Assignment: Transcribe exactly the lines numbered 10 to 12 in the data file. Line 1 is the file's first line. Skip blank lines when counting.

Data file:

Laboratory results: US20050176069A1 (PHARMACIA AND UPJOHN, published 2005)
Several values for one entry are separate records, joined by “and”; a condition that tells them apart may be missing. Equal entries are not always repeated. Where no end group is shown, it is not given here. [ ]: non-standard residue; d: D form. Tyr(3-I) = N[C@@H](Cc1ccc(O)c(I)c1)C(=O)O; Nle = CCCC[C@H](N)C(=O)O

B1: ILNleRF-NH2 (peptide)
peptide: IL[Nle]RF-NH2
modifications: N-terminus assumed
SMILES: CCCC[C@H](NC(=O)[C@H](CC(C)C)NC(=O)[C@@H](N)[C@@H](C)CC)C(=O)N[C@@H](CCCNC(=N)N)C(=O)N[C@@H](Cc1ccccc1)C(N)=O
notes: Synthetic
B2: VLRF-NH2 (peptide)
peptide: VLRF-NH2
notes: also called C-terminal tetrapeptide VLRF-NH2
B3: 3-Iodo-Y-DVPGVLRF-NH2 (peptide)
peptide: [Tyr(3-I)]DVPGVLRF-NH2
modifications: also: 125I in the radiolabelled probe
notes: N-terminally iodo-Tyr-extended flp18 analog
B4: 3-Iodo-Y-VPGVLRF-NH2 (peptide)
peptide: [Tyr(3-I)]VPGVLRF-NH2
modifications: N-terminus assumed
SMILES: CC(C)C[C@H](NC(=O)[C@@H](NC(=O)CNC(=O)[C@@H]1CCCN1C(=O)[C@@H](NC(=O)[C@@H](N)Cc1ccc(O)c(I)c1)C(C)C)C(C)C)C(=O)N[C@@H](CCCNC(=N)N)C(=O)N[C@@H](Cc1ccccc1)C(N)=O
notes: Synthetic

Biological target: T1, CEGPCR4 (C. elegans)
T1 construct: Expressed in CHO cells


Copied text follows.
notes: also called C-terminal tetrapeptide VLRF-NH2
B3: 3-Iodo-Y-DVPGVLRF-NH2 (peptide)
peptide: [Tyr(3-I)]DVPGVLRF-NH2